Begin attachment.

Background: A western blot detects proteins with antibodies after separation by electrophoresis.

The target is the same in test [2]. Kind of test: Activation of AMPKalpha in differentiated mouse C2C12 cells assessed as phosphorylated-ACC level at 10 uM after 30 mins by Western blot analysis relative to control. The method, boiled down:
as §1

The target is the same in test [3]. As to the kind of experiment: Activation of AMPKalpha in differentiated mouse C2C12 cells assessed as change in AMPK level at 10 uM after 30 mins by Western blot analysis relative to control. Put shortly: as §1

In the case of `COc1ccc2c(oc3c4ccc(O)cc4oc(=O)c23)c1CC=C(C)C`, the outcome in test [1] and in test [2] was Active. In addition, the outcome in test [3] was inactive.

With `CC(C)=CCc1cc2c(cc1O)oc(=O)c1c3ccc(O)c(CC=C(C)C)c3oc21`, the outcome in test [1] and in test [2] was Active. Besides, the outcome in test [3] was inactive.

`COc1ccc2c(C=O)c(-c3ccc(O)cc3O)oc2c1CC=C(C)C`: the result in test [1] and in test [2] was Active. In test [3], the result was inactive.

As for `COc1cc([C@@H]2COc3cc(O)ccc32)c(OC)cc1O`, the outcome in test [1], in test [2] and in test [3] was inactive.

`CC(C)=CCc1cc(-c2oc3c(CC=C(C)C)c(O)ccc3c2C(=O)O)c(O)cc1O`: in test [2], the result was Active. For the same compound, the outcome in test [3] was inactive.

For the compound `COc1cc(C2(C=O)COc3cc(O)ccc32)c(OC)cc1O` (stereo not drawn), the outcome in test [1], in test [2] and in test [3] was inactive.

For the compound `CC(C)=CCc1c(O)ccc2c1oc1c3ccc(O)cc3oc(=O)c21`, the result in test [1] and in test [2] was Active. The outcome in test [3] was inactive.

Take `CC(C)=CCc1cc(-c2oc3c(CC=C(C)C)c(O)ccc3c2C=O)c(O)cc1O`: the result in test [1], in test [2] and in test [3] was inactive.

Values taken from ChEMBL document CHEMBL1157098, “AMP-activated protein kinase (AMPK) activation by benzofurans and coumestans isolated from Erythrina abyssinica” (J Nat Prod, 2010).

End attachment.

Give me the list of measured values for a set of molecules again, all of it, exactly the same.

Background: A western blot detects proteins with antibodies after separation by electrophoresis.

The target is the same in test [2]. Kind of test: Activation of AMPKalpha in differentiated mouse C2C12 cells assessed as phosphorylated-ACC level at 10 uM after 30 mins by Western blot analysis relative to control. The method, boiled down:
as §1

The target is the same in test [3]. As to the kind of experiment: Activation of AMPKalpha in differentiated mouse C2C12 cells assessed as change in AMPK level at 10 uM after 30 mins by Western blot analysis relative to control. Put shortly: as §1

In the case of `COc1ccc2c(oc3c4ccc(O)cc4oc(=O)c23)c1CC=C(C)C`, the outcome in test [1] and in test [2] was Active. In addition, the outcome in test [3] was inactive.

With `CC(C)=CCc1cc2c(cc1O)oc(=O)c1c3ccc(O)c(CC=C(C)C)c3oc21`, the outcome in test [1] and in test [2] was Active. Besides, the outcome in test [3] was inactive.

`COc1ccc2c(C=O)c(-c3ccc(O)cc3O)oc2c1CC=C(C)C`: the result in test [1] and in test [2] was Active. In test [3], the result was inactive.

As for `COc1cc([C@@H]2COc3cc(O)ccc32)c(OC)cc1O`, the outcome in test [1], in test [2] and in test [3] was inactive.

`CC(C)=CCc1cc(-c2oc3c(CC=C(C)C)c(O)ccc3c2C(=O)O)c(O)cc1O`: in test [2], the result was Active. For the same compound, the outcome in test [3] was inactive.

For the compound `COc1cc(C2(C=O)COc3cc(O)ccc32)c(OC)cc1O` (stereo not drawn), the outcome in test [1], in test [2] and in test [3] was inactive.

For the compound `CC(C)=CCc1c(O)ccc2c1oc1c3ccc(O)cc3oc(=O)c21`, the result in test [1] and in test [2] was Active. The outcome in test [3] was inactive.

Take `CC(C)=CCc1cc(-c2oc3c(CC=C(C)C)c(O)ccc3c2C=O)c(O)cc1O`: the result in test [1], in test [2] and in test [3] was inactive.

Values taken from ChEMBL document CHEMBL1157098, “AMP-activated protein kinase (AMPK) activation by benzofurans and coumestans isolated from Erythrina abyssinica” (J Nat Prod, 2010).